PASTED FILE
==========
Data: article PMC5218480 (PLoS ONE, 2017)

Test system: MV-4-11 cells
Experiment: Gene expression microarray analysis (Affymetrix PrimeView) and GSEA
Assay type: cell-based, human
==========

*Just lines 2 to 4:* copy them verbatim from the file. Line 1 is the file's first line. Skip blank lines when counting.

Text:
Test system: MV-4-11 cells
Experiment: Gene expression microarray analysis (Affymetrix PrimeView) and GSEA
Assay type: cell-based, human